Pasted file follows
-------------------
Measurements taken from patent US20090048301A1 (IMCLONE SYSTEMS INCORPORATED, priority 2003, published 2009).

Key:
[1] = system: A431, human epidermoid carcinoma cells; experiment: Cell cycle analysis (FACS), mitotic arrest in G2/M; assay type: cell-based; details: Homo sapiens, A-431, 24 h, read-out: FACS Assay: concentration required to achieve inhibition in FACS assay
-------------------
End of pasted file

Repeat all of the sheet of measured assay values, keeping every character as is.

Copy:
Measurements taken from patent US20090048301A1 (IMCLONE SYSTEMS INCORPORATED, priority 2003, published 2009).

Key:
[1] = system: A431, human epidermoid carcinoma cells; experiment: Cell cycle analysis (FACS), mitotic arrest in G2/M; assay type: cell-based; details: Homo sapiens, A-431, 24 h, read-out: FACS Assay: concentration required to achieve inhibition in FACS assay